To be clear, what I am proposing is that when a user edits Liquid text, selections are guided and snap-to the capsule wrapping determined by the span of the tags rather than the marks of the text and that it’s easy for the writer/editor to open up the text to see all the constituent tags, which can then be edited and/or deleted.
A reader would have similar control, to see and manipulate the tags, but not to edit the tags nor, of course, the document.
The benefits of treating text as deep information objects encapsulated by tag spans will let us more deeply and clearly keep connections for cited text, through what I would like to call the liquid environment between the .liquid documents.
Much automatic tags can then be added, such as where and when any by whom text is written and in response to what, without fear of it becoming messy and this can help the reader organize and analyze the text later.
Sentences could be actively made to be context aware, letting the author specify dynamic, automatic changes based on external circumstance (or internal) such as when a specific data changes the text updated grammar from future tense to past tense.: “I will do this in 2015” – “I planned to do this in 2015”.
Text edited by different people could be clearly marked as such.
Since this approach would let data be imported on typing, such as the Info Box in Wikipedia, the document would have tagged the birth dates and such for all the people in the document and the user could then choose to view the document chronologically if needed.
When pasting text from another source, the text would not only be pasted with the appropriate citation history but the text would also look like a citation, complete with italic or quotes – whichever the users reader app shows.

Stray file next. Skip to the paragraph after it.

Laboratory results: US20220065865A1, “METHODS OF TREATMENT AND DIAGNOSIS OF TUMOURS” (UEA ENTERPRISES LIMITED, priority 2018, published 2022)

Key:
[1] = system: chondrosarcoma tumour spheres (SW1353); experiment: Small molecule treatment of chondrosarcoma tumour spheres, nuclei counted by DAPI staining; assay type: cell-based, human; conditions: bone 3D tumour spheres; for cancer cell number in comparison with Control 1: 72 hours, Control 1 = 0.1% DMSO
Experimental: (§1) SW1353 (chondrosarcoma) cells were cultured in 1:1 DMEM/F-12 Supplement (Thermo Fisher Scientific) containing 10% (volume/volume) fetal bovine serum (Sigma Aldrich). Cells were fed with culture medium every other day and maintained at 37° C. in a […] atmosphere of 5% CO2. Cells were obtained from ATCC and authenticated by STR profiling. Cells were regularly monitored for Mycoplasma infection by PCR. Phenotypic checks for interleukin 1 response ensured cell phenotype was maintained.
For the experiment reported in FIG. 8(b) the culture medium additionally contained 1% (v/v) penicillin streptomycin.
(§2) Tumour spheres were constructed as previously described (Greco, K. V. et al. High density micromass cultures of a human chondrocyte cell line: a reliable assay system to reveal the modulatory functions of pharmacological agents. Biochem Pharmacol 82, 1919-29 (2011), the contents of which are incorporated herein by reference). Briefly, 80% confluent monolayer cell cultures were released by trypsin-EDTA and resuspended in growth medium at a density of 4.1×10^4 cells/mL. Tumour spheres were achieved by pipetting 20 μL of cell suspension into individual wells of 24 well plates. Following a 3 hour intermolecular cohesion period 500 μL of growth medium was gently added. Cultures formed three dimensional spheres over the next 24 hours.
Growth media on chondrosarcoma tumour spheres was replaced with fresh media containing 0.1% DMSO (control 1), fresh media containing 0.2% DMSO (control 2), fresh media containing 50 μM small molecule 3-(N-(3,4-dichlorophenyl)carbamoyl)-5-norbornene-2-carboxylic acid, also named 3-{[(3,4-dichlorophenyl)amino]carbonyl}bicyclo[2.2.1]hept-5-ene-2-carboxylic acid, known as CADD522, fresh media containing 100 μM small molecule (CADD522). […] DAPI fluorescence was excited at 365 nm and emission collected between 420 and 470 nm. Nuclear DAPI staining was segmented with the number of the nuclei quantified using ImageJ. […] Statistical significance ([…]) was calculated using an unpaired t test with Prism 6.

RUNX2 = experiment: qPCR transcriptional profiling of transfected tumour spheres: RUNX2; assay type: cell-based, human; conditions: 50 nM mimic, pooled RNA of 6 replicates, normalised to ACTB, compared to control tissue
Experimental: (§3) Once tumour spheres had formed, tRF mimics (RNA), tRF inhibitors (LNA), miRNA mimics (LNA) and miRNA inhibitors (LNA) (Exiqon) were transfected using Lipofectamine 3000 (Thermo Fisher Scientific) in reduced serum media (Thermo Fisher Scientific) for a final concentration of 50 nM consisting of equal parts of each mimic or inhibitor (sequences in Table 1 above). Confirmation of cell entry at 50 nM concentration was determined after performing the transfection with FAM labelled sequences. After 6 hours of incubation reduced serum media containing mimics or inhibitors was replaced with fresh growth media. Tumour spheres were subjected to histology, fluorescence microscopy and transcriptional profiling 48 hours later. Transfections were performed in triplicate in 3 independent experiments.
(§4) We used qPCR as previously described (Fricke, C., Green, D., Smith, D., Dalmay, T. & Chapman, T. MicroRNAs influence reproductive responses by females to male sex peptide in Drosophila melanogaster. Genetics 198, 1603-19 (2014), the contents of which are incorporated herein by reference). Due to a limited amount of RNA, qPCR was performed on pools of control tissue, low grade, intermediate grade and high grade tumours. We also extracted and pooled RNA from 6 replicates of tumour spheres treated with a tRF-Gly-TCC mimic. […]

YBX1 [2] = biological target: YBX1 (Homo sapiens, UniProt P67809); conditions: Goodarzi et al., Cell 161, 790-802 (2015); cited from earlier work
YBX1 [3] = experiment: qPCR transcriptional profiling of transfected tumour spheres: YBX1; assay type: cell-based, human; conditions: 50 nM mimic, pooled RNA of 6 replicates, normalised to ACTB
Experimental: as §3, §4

Code and maths should also be embeddable so that basic experiments can be done in-document, through a similar logic to HTML iFrames.
The user should be able to change any of the visual aspects, such as what a heading looks like or how a citation should be shown. The applications should not force the interactions, simply provide opportunities, though the default interactions need to be carefully considered and tested.
The standard will need to be robust so that data does not get mangled, within an application or when data is moved from one application to another.
While the main concern will be text, multimedia objects will also need to be taken into account.
We need to discuss the technical implementation. Should we base it on HTML/XML/Other?
The important thing about implementing .liquid is that the interactions and the visual style it will work, is entirely up to the specific application.
If we stay within our current paradigm of WYSIAYG, or What You See Is All You Get we will be operating in the shallowest of evolutionary environments.
If we embrace text as something much richer, much deeper, if we embrace text as inherent connections, if we allow text to be a portal to much more, then the opportunities to evolve ever more powerful text systems opens up tremendously.
We lost some colour and charm when we moved from ink on paper. Let’s take the massive leap of going beyond text’s visual first impression.
© Frode Hegland 2020